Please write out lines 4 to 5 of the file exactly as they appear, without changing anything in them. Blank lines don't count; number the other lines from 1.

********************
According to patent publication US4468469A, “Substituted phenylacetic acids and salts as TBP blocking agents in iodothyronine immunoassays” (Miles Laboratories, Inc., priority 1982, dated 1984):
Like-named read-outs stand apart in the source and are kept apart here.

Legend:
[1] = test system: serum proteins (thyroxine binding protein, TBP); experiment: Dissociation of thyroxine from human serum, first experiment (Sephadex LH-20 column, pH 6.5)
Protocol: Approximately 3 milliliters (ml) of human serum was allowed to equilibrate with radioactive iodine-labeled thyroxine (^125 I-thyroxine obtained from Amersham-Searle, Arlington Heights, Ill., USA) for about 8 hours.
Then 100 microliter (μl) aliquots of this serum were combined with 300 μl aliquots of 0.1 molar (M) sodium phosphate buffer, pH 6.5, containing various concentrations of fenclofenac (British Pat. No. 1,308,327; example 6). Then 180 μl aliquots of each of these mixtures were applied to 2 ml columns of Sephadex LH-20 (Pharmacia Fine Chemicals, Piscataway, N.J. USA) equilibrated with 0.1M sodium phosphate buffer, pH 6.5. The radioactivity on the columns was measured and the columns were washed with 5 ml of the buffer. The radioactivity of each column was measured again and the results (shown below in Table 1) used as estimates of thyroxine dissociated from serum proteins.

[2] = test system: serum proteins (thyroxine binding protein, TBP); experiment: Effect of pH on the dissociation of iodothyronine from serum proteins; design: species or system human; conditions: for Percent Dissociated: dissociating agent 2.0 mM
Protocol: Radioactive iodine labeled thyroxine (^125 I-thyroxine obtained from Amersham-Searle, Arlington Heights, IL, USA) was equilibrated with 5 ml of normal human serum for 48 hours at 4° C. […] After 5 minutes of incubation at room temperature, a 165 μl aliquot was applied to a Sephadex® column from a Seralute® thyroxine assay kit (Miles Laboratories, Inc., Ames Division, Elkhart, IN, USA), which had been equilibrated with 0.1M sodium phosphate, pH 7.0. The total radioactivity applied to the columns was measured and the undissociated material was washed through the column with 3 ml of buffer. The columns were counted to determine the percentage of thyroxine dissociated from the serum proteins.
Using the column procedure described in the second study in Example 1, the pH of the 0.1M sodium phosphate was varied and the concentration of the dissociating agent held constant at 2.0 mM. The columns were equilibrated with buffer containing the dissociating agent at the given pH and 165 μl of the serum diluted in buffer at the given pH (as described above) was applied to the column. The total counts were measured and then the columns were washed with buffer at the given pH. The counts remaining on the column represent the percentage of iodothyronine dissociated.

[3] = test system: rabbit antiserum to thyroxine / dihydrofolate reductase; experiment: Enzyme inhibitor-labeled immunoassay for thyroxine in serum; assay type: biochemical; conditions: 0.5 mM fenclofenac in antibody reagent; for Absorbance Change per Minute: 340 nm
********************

[1] = test system: serum proteins (thyroxine binding protein, TBP); experiment: Dissociation of thyroxine from human serum, first experiment (Sephadex LH-20 column, pH 6.5)
Protocol: Approximately 3 milliliters (ml) of human serum was allowed to equilibrate with radioactive iodine-labeled thyroxine (^125 I-thyroxine obtained from Amersham-Searle, Arlington Heights, Ill., USA) for about 8 hours.